However, the static constructor still runs before anything, even before static fields are set up, and before anything can be referenced. They’re still quite useful when you need them. Alternatively, you can call an initialization method from your application’s startup routine if you need to run something in chronological order.

Generic Type Parameters

You’ve definitely run into these before, though you may not have written one yourself. Generic type parameters allow you to write functions that are type-agnostic, and don’t care about the type being passed to it. The primary example of this is collections; a List<string> and a List<int> use the same code, but are passed a different generic type parameter.

Generics are pretty easy to use yourself. Simply add a name for the type variable in brackets in the class or method definition. It’s common practice to use T, or at least names that start with T. For example, a dictionary might have TKey and TValue, two different types.

Pass type parameters using <T> bracket syntax.

You can use them in functions too, and if you use the type parameter as an argument type, it can even be inferred automatically.

Use type parameter in the actual parameters of the function

Generic types create multiple different “types” of the generic class. This means static fields will be separate based on the type of the class, so List<string> shares no data with List<int>.

Because of this, you need to pass it a type parameter if you want to reference the class name directly. This can be a problem in some cases, so alternatively, if you need to support multiple types, you can cast to and from object using a technique called boxing.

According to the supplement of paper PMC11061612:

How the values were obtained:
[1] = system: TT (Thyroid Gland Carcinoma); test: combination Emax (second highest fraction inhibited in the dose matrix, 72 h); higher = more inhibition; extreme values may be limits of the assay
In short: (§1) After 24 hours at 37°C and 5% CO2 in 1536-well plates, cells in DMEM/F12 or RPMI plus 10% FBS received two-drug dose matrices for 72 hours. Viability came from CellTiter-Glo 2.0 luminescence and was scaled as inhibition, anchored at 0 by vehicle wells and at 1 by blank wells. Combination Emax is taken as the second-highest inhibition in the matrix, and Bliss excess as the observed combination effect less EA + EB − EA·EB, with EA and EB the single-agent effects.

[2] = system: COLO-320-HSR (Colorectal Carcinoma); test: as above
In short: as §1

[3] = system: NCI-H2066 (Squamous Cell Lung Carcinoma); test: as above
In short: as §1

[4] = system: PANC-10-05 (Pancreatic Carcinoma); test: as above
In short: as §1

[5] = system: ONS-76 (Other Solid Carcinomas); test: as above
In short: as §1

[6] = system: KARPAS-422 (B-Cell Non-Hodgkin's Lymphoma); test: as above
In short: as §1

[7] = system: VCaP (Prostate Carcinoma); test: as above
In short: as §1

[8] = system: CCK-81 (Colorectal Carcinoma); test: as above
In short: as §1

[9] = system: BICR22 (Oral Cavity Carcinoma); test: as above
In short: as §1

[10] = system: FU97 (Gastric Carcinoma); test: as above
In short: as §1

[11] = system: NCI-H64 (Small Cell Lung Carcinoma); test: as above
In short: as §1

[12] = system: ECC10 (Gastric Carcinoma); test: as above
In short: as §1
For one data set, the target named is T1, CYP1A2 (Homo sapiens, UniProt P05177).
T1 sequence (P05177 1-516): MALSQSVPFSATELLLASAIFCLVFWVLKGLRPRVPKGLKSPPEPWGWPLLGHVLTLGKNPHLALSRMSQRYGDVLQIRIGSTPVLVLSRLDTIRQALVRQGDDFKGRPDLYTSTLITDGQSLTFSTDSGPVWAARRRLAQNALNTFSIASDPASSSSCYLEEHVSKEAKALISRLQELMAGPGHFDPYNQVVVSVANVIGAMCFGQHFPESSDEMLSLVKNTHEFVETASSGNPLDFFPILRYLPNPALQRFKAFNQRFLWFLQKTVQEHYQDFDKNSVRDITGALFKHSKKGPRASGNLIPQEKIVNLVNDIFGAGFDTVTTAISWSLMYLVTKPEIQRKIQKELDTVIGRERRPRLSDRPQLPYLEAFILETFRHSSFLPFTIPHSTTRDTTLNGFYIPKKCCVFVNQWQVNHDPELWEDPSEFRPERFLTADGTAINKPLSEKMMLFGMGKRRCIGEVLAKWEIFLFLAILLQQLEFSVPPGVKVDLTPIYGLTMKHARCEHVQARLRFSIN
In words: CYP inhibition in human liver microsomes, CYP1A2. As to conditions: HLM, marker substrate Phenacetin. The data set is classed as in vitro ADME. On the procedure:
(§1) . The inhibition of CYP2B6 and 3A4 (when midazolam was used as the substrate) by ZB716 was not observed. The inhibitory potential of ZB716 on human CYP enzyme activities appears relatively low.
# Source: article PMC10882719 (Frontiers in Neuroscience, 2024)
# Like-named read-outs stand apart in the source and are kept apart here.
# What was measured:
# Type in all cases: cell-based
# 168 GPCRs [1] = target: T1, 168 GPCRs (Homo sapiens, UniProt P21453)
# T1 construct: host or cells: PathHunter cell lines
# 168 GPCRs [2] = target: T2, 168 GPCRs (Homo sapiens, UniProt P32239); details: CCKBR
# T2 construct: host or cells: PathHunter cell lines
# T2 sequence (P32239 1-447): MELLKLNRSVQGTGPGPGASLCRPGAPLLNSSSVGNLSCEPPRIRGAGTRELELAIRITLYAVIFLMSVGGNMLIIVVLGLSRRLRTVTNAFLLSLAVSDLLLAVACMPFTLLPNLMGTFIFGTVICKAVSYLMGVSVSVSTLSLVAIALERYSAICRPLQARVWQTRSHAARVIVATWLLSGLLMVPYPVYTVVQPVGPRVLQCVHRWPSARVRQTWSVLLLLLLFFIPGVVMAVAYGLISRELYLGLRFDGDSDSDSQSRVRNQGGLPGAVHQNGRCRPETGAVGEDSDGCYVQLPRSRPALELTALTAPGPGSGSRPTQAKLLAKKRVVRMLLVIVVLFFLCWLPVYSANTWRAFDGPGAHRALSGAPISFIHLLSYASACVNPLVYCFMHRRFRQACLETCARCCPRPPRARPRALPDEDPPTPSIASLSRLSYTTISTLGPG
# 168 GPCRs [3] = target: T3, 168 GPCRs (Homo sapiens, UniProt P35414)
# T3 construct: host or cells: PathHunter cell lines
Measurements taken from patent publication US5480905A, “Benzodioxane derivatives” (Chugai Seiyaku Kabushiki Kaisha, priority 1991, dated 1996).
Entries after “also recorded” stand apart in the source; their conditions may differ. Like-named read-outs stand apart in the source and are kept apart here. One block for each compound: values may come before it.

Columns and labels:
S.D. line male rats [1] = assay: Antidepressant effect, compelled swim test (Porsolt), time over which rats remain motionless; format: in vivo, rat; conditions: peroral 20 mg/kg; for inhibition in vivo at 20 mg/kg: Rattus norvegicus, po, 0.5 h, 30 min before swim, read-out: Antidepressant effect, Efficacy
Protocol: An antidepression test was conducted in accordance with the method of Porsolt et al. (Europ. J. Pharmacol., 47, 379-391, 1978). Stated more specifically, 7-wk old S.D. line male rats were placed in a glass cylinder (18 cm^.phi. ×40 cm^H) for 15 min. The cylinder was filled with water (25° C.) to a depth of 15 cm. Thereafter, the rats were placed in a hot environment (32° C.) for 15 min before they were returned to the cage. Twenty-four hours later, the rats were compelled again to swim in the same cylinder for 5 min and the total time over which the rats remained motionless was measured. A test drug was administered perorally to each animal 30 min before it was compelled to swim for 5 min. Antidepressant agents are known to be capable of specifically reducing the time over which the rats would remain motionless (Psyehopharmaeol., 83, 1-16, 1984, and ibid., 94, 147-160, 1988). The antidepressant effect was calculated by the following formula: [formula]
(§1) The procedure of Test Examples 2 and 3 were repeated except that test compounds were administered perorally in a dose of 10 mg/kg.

Delegates are a way of packaging methods into variables. This is useful for dependency injection, which is a overly fancy name for a simple concept—flexible classes should get some values, called dependencies, from their constructor variables, allowing the user of that class to specify the dependencies at will.

Delegates allow you to do this with functions. You can have the class take any kind of action, and it doesn’t care about the implementation. These are still statically typed—you will have to define the input and output parameters like you would with any function, except mark it with “delegate” and don’t write a body.

An implementation with code.

You can then assign a function to this variable, and then use the variable to invoke the function. You can do this directly like shown, or you can use myDelegate.Invoke(), which does the same thing but more verbose.

The .NET runtime looks at what method the delegate points to and invokes it.

You can read more about delegates in our guide to using them.


Classes in C# use fields to store data, and properties to expose that data to other classes. Properties are really just a method exposing a field so that you can access it by doing

You can do the same thing for indexing, e.g. class[index]. This can be used to create custom indexing behaviour. For example, you can create a 2D list from a 1D List<T> by making a custom indexer that returns a value based on the input arguments.

This post was written by Anthony Heddings and was first posted to